Top 8 Moose in Popular Culture
June 30, 2011 | Lists
The moose is the best of Canada’s “national animals”. Unless you’re chatting with specialists, it is not a common sexual innuendo and back in the 17th century a beaver would have been unlikely to put the fear of god into a coureur de bois relieving himself in a creek the way a moose at full charge would have.
They remain a threat to this day. Canada’s highways can be deadly and we don’t just mean because of black ice or the slower death brought on by Tim Horton’s doughnuts devoured at rest stops. On rural roads – and city ones too if zoo workers have been drinking – there is also the risk of hitting a moose.
The best result you can hope for should that occur is a car requiring more body work than your average porno. But with males two-thirds the weight of your average four-door sedan, a collision with a moose is likely to have a similar result as having a head on collision with another vehicle – the kind that has massive antlers to shish kabob your viscera through the windshield.
Because of their unique “perfect for a pub wall” appearance, size, and bellicose nature, moose, or elk, have become a part of popular culture, both in Canada, as well as in countries where they’re not best known for appearing on quarters and goring people who love the great outdoors.
Here, in honour of Canada Day, we pay tribute to the beast with this, our Top 8 Pop Culture Moose!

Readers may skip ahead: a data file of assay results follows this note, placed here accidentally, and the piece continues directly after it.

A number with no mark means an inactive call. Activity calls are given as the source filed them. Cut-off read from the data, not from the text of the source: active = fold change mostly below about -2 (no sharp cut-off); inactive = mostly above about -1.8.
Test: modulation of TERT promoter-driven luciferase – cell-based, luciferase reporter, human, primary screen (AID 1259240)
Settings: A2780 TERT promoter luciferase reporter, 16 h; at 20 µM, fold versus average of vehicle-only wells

We sometimes wonder whether Hollywood shushes up incidents of dogs working in the entertainment industry going mad because of all the pressure and ripping out a gaffer’s throat. After all it’s enough that they respond to one name. A dog is an animal and could care less whether its name is Fred, Beatrice, or Zaphod Beeblebrox, but give it a name and it’ll respond provided food, somewhere to sleep or the prospect of a belly rub/chance to run outside and menace squirrels is on offer.
Hollywood dogs have to respond to two names and fake owners who spend the time between takes holed up in trailers to – if our cable TV viewing is on the money – fornicate and/or issue insane demands. Eddie on Fraser was one such beast forced into leading this double life, but he handled it well, and even garnered more fan mail than any of the humans on the show – Jane Leeves must have secretly hated him. Moose was best known for his ability to “fix Kelsey Grammer with a long hard stare”, a trait likely shared by lawyers for his three ex-wives.
7. Moose Knuckles